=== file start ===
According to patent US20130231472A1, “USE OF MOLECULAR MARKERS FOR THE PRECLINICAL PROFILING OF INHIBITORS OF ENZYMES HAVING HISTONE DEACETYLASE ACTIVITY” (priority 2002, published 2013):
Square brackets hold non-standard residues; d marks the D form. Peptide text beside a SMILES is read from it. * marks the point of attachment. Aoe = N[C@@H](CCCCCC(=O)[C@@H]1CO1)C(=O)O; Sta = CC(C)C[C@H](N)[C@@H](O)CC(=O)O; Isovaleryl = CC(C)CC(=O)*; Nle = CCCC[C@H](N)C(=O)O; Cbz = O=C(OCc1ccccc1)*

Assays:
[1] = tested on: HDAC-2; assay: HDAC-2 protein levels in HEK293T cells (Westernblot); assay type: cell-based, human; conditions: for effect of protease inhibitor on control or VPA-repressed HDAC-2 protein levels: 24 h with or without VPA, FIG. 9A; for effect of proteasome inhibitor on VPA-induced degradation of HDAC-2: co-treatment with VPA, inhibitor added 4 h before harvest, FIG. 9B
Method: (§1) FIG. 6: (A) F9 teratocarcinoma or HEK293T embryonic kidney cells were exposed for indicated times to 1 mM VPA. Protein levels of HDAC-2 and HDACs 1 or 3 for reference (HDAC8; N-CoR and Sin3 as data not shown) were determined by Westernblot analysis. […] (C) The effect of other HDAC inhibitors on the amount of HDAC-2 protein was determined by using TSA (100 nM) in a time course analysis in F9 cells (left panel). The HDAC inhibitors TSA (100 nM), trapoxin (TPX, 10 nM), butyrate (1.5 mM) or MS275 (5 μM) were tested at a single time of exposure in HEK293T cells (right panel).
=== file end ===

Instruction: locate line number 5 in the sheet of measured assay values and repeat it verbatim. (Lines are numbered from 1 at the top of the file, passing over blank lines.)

Method: (§1) FIG. 6: (A) F9 teratocarcinoma or HEK293T embryonic kidney cells were exposed for indicated times to 1 mM VPA. Protein levels of HDAC-2 and HDACs 1 or 3 for reference (HDAC8; N-CoR and Sin3 as data not shown) were determined by Westernblot analysis. […] (C) The effect of other HDAC inhibitors on the amount of HDAC-2 protein was determined by using TSA (100 nM) in a time course analysis in F9 cells (left panel). The HDAC inhibitors TSA (100 nM), trapoxin (TPX, 10 nM), butyrate (1.5 mM) or MS275 (5 μM) were tested at a single time of exposure in HEK293T cells (right panel).